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Bellingham city and labor leaders partner to save dying jobs

As jobs turn greener, the City of Bellingham wants to make sure fossil fuel workers don't become fossils themselves.

BELLINGHAM, Wash. — To become carbon neutral by 2050, Bellingham is making a bold move.

The city is mandating that all new commercial construction and all future residential buildings more than four stories tall must use electricity to heat water and rooms, instead of natural gas or oil.

"There's a lot of people that this actually impacts," said Trevor Smith, political director for Laborers Local #292. 

From homebuilders to homebuyers, the conversion will have a ripple effect. Installing electric heaters will likely raise construction costs, but exactly how much is an unknown.

"On major projects, I don't think it will be a heavy lift," said Bellingham Bay Builders President Dave Brogan.

He believes the biggest impact will be on the labor force.

"There will likely be less need for gas piping, but certainly more need for solar panel installation," Brogan said. "Hopefully there's a transition."

It's that transition that concerns Trevor Smith. He represents about 1,400 union laborers across the north Sound. It's his job to find ways to protect those jobs.

"Right now, there's a lot of fear and a lot of unknowns when it comes to the workforce," Smith said.

Now, labor and the city are working together to write new rules to convert fossil fuel jobs into green ones.

Smith believes it to be the first time that has ever happened in any U.S. city.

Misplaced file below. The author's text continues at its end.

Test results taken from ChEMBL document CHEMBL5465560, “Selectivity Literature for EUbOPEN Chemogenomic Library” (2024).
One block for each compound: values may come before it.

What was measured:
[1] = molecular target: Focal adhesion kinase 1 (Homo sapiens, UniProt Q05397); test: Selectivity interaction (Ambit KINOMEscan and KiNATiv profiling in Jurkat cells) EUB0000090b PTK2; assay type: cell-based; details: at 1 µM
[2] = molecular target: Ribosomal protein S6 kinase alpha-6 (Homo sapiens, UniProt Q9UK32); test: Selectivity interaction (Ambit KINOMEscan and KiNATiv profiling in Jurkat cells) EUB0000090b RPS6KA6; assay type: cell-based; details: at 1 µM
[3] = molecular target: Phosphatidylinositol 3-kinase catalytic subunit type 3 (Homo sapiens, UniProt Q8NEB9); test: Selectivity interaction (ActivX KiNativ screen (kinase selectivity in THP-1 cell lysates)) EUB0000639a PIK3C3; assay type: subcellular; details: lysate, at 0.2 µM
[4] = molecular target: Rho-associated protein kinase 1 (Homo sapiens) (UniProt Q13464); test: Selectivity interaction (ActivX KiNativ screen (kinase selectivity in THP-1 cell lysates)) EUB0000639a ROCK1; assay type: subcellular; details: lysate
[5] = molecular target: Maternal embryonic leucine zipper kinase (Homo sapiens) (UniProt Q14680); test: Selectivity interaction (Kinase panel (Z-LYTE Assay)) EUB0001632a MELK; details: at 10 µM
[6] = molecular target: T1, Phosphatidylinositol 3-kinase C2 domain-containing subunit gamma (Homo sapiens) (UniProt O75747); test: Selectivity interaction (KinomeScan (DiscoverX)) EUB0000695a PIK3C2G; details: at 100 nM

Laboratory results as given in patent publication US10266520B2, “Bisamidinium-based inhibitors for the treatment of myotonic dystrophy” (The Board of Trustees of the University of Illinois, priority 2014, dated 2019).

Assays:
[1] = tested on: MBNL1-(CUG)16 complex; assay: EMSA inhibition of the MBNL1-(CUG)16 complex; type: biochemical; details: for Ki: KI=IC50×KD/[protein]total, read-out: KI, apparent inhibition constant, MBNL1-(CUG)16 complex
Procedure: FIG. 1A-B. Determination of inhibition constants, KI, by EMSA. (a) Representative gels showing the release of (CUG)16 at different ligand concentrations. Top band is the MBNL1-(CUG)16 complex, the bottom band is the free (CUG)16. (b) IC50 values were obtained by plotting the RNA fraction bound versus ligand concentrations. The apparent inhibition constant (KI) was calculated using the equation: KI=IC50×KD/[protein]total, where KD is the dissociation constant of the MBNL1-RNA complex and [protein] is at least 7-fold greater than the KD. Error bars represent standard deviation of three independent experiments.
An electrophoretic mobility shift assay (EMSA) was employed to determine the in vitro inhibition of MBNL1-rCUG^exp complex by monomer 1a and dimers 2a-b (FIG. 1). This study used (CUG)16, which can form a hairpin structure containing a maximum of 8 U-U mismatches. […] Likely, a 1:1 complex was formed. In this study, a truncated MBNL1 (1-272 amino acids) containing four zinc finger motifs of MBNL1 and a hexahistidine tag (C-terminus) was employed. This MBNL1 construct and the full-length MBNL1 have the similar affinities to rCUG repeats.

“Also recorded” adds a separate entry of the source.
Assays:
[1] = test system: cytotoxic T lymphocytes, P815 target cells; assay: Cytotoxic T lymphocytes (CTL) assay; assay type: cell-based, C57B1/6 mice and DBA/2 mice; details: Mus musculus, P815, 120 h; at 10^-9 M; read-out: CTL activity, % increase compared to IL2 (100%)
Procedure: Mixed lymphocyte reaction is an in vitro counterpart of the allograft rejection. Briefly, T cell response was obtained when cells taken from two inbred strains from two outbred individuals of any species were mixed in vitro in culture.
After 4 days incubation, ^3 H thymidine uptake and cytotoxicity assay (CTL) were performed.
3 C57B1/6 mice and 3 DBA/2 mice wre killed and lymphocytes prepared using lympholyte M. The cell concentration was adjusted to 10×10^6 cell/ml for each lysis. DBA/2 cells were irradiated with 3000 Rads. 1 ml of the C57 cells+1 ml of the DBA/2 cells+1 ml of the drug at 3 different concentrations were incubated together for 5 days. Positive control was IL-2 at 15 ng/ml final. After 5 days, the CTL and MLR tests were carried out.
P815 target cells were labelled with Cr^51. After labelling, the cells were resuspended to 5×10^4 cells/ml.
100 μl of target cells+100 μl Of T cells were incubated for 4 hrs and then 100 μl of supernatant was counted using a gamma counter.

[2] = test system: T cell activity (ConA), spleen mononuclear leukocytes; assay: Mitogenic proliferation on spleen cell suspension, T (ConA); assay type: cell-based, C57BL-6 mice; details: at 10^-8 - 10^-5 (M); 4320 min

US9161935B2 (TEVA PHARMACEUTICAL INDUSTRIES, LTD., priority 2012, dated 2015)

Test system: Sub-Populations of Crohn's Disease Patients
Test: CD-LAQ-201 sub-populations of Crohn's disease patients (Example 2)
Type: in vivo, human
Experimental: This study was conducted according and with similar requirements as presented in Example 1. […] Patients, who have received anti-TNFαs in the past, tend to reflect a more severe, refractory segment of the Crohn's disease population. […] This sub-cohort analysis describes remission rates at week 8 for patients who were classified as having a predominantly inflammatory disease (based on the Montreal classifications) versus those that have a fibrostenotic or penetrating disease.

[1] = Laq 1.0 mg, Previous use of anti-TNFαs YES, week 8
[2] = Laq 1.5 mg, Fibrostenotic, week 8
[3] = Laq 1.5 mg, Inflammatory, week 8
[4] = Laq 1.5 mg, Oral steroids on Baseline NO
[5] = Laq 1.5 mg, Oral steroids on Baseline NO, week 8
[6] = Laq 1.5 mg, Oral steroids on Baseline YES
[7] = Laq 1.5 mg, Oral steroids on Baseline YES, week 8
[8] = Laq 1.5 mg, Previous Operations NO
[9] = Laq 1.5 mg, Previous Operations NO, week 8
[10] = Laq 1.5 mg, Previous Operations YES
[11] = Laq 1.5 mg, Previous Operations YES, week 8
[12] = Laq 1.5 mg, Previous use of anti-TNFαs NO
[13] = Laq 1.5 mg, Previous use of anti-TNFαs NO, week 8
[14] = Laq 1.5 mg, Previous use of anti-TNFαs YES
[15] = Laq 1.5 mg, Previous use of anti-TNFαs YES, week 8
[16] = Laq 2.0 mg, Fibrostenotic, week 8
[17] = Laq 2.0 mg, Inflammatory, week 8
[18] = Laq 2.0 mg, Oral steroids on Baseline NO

"We started looking around the country at where this language may exist from other entities and other municipalities that have done this. It doesn't exist," Smith said. "I don't know that we ever would have chosen to be part of the grand experiment, but now that we're here, we certainly want to make sure that we can represent our members, represent our local communities, and figure out how to save living-age jobs."

In Smith's membership alone, fossil fuels account for 500,000 hours of work every year. Those are family-wage jobs that come with benefits.

Among the many things he's pushing for are city-sponsored apprenticeships and training for green jobs such as "hardening our infrastructure to better withstand extreme weather brought on by global warming, and protecting our communities against rising sea levels by building dikes and levees."

Smith believes the partnership will help keep fossil fuel workers from becoming fossils themselves.

"We're trying to build something for the future that doesn't leave workers behind," he said.

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